Finally, I have an underpowered 2015 i5 MacBook Pro. I use this when I travel, and when I'm not in front of one of my other machines.
I've found that it's much easier to use multiple machines now than it was in the past because of the availability of generous cloud storage plans. In addition to using a shared file server, tools like iCloud Drive, Dropbox, Google Drive, and OneDrive make keeping machines in sync a mostly set-it-and-forget-it process -- at least until something breaks.
My wife uses three machines
My wife has the other machine tied to our living room TV. In fact, sometimes when she's using the main TV and her machine, I use my couch-side computer and we're both able to do our thing, while the dog conducts cuddle-diplomacy, getting hugs from both of us.
She has two more machines, a Samsung Ultrabook running Windows 10 and another Mac mini in her office.
What ZDNet editors use
I asked around to get a feel for what my ZDNet colleagues use. Some ZDNetters work from home, while others commute into an office. Here's quick run-down of some of their machine counts.
Larry Dignan: Our editor-in-chief uses three machines. He has two laptops downstairs, and a desktop with two screens upstairs.
David Grober: ZDNet's managing editor also uses three machines. He's got a Windows 7 laptop, a Windows desktop, and a Mac desktop.
Alyson Windsor: Our senior editor uses a work-issued Windows 10 laptop. She also has a Windows 10 desktop.
Élyse Betters-Picaro: Elyse uses two machines, a work-issued MacBook Air and her personal MacBook Pro.
Jason Cipriani: Jason uses an iMac at home and an iPad on the road. For the purposes of this article, we're only counting traditional PC-like machines, so we're going to ignore the iPad and list this as one computer. That said, we're bound to see a lot of folks moving to iPads for travel. When I did my cross-country trip, I brought my MacBook Pro and my iPad and used both together.
Steven J. Vaughan-Nichols: Our resident Linux guru clocks in at six, but they're not all Linux. He runs two Linux Mint desktops in different offices for work. He also has a Windows 10 box used mostly for testing and a Mac mini for video streaming. Finally, he uses a couple of Chromebooks for travel.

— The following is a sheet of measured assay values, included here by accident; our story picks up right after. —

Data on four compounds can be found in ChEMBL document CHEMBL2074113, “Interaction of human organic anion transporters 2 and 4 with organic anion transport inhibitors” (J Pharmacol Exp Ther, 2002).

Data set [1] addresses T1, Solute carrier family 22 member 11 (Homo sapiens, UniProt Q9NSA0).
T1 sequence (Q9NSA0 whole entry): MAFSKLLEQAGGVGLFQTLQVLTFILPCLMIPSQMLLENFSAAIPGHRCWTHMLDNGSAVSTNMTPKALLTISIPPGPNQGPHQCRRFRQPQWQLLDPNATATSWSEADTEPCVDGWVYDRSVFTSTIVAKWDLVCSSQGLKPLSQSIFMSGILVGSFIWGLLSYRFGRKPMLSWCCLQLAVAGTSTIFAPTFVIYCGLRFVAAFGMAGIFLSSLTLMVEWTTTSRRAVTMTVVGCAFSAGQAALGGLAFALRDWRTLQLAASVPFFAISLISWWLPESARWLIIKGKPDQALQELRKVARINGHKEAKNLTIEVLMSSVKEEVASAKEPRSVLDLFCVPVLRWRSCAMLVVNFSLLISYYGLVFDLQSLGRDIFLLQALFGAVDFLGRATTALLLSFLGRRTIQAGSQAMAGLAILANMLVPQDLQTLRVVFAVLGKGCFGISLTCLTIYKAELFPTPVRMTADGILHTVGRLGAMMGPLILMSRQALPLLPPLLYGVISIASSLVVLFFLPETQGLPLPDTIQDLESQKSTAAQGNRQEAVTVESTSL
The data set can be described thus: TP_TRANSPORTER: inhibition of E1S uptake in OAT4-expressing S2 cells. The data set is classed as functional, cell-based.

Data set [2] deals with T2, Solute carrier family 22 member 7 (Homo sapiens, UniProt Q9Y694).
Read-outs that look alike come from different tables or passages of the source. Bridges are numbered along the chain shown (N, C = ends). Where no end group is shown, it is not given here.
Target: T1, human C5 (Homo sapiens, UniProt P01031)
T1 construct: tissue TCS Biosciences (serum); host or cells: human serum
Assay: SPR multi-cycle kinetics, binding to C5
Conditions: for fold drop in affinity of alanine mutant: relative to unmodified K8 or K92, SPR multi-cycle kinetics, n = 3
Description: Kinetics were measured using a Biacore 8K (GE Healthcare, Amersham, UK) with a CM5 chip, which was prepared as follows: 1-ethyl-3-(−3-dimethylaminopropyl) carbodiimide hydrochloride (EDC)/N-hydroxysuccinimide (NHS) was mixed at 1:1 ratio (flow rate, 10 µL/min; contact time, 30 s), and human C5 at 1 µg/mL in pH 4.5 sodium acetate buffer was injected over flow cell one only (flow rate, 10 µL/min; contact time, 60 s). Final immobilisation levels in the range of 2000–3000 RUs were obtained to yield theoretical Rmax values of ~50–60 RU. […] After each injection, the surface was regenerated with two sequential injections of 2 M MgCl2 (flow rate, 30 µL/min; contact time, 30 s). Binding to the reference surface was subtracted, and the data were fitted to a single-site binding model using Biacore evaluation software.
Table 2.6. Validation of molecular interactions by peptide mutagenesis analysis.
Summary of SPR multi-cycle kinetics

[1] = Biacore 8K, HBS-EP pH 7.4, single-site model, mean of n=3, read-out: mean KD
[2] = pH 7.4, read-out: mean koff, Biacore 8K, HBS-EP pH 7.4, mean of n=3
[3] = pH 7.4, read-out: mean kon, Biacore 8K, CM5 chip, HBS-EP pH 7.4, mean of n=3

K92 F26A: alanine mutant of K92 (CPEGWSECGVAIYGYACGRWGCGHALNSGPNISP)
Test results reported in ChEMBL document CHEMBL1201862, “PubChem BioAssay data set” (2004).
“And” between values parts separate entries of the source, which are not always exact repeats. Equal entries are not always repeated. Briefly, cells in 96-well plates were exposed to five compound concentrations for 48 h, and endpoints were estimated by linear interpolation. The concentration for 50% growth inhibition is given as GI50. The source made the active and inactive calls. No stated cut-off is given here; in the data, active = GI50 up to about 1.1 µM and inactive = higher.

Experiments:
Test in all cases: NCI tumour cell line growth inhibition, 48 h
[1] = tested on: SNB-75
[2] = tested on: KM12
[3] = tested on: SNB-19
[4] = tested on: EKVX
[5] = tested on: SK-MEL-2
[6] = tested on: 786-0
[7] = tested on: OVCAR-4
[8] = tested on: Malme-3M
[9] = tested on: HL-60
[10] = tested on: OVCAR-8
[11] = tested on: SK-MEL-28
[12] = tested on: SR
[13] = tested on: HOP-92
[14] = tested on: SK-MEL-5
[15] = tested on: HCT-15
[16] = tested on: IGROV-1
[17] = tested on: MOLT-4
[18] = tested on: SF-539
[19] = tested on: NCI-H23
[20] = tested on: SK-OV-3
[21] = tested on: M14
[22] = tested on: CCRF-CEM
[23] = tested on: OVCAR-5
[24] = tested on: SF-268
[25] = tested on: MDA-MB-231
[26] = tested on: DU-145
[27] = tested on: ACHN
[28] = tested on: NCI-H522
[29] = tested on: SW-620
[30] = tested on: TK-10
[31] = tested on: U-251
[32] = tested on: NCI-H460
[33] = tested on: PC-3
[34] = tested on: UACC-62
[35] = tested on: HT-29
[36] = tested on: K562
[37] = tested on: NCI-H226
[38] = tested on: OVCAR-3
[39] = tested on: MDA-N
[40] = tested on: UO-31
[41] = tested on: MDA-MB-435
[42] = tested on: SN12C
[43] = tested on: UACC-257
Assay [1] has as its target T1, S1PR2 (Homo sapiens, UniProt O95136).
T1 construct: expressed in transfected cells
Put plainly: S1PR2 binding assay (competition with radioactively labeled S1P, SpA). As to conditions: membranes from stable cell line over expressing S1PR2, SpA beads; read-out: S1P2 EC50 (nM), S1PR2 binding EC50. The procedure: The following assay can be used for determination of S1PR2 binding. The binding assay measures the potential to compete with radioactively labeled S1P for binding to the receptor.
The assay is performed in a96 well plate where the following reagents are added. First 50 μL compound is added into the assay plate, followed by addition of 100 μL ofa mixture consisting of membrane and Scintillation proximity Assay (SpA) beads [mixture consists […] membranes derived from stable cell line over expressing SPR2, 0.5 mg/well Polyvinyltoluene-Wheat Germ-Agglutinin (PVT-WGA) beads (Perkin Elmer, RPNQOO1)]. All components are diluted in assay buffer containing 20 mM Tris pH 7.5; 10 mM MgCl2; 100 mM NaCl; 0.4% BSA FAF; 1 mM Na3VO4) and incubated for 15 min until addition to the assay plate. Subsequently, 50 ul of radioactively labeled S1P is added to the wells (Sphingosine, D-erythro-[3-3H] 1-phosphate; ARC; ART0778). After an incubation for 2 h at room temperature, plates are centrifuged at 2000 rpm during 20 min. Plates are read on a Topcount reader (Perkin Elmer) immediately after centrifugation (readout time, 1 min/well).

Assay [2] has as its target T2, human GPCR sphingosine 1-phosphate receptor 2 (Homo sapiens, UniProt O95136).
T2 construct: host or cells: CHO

Charlie Osborne: Charlie maintains a stable of five machines. She has a main MacBook Pro for work, a MacBook Air which is used when she travels, a Windows-based gaming tower PC, a Windows/Linux laptop for work/study, and an old, repurposed MacBook Pro which used to serve as her last workhorse but is now a dedicated music/video system in her home gym.
Chris Matyszczyk: Chris uses just one machine, a MacBook Air with "an unwell keyboard."
Iliana Mier: Iliana also uses just one machine, a MacBook Pro.
Tonya Hall: Tonya uses two machines, a MacBook Pro, and a custom Windows 10 PC for recording.
Beth Mauder: Beth uses two MacBook Pro machines, one work-issued and one personal.
Adrian Kingsley-Hughes: Adrian rocks three machines, a MacBook Pro, a Mac mini, and a custom desktop.
Totaling it all up, two of us use six machines, one uses five machines, four (including my wife) use three machines, four ZDNetters use two machines, and three manage to get by with just one machine.
Of the folks who shared their platform, it turns out there are 22 Macs in use, 11 Windows machines, three Linux boxes, and a couple of Chromebooks. I have to admit, I'm surprised by the number of Macs in service among those who responded to my request for a machine count.
What about you?
I asked my followers on Twitter about their machine count and it came as no surprise that most folks used two machines, maybe a desktop and a laptop, or a couple of laptops. It was also interesting to note that nearly one in five used four or more machines. Clearly, many of us are still very active desktop and laptop computer users.
What about you? How many machines do you use regularly? Please go ahead and share your details in the comments below.